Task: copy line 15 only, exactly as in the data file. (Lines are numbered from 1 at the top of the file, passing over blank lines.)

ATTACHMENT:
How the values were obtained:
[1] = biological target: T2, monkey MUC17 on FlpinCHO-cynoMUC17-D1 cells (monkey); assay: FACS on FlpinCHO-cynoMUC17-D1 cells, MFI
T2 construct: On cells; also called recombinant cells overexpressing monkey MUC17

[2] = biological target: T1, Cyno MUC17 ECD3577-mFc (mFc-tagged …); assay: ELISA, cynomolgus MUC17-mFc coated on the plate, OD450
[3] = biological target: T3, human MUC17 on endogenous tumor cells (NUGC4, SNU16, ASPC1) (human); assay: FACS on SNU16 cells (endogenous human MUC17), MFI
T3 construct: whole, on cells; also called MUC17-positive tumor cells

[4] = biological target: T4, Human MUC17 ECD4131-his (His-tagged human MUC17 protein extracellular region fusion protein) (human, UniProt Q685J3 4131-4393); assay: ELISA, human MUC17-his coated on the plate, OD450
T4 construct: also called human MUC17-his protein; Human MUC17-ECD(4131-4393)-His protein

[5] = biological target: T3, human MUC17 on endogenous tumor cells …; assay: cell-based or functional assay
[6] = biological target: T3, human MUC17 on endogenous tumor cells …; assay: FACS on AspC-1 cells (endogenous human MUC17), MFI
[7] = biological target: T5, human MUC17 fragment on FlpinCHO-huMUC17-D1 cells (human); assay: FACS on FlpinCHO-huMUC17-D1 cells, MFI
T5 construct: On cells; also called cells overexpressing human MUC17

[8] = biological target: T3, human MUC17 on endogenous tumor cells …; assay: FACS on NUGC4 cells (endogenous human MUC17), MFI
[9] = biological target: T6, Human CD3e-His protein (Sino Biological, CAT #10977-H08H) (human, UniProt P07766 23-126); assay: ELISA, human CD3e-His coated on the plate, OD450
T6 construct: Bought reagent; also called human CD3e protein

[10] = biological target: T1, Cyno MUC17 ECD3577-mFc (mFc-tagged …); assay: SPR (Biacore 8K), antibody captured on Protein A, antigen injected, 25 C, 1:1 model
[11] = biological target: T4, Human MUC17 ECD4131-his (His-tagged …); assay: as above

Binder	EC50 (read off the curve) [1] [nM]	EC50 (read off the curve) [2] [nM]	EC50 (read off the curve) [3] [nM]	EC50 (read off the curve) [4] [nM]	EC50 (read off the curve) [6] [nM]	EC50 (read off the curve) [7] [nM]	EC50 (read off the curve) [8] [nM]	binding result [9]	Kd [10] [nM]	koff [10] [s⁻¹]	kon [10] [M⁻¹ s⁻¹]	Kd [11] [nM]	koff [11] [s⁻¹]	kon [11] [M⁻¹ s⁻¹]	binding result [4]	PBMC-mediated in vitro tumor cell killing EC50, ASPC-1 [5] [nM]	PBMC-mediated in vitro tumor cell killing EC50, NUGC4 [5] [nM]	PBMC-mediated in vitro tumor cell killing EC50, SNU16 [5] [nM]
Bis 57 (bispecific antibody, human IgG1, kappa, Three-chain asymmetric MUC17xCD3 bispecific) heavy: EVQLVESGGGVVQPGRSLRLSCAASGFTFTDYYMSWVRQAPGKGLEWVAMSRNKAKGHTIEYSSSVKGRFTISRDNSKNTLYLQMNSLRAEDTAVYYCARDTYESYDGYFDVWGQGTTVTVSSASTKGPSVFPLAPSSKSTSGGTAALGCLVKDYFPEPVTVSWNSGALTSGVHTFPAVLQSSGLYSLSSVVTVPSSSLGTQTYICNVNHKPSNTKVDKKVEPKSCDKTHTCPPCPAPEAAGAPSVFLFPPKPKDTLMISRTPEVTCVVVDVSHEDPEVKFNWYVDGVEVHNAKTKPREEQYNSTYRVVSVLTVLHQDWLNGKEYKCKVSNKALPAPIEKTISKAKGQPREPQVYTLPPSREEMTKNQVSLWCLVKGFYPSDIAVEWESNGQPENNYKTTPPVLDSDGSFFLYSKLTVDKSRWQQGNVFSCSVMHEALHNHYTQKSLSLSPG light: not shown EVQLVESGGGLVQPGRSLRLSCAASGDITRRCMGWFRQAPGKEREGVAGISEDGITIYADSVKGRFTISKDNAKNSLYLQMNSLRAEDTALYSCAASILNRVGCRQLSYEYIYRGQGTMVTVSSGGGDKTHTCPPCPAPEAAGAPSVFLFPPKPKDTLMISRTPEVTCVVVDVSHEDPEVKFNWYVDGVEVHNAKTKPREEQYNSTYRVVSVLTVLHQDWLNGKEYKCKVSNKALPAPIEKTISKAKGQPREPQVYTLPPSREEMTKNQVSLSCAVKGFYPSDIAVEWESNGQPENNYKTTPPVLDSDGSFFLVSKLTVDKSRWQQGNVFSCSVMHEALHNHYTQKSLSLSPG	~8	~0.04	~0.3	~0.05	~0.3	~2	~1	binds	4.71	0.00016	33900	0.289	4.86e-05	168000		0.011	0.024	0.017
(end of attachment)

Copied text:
T6 construct: Bought reagent; also called human CD3e protein